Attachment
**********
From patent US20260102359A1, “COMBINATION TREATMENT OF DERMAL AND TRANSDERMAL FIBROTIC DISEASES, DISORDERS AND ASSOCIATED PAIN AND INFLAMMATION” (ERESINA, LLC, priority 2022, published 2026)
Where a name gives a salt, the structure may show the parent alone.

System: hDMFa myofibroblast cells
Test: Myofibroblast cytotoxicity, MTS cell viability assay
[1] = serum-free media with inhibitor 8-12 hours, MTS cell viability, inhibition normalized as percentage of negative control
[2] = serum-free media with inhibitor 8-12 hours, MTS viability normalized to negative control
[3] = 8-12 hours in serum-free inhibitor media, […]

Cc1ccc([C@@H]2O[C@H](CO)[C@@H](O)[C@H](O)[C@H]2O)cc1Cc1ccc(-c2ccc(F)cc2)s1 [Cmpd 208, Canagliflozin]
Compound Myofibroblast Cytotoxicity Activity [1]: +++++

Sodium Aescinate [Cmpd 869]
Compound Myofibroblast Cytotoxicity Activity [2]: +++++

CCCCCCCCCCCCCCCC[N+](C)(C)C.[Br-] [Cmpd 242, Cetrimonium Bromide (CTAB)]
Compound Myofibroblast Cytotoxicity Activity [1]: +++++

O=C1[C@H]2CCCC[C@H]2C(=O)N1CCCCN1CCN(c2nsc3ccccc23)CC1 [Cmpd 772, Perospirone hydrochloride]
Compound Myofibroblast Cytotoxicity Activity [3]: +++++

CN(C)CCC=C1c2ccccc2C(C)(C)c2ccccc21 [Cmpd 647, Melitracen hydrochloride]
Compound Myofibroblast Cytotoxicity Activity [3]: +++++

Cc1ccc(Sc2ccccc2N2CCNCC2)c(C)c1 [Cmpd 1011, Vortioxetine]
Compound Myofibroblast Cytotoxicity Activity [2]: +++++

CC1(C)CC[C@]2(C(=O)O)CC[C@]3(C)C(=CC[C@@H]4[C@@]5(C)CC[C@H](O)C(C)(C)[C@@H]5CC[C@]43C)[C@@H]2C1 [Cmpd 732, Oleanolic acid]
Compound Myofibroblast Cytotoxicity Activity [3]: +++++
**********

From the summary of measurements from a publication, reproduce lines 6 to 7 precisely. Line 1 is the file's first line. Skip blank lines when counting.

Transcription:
[2] = serum-free media with inhibitor 8-12 hours, MTS viability normalized to negative control
[3] = 8-12 hours in serum-free inhibitor media, […]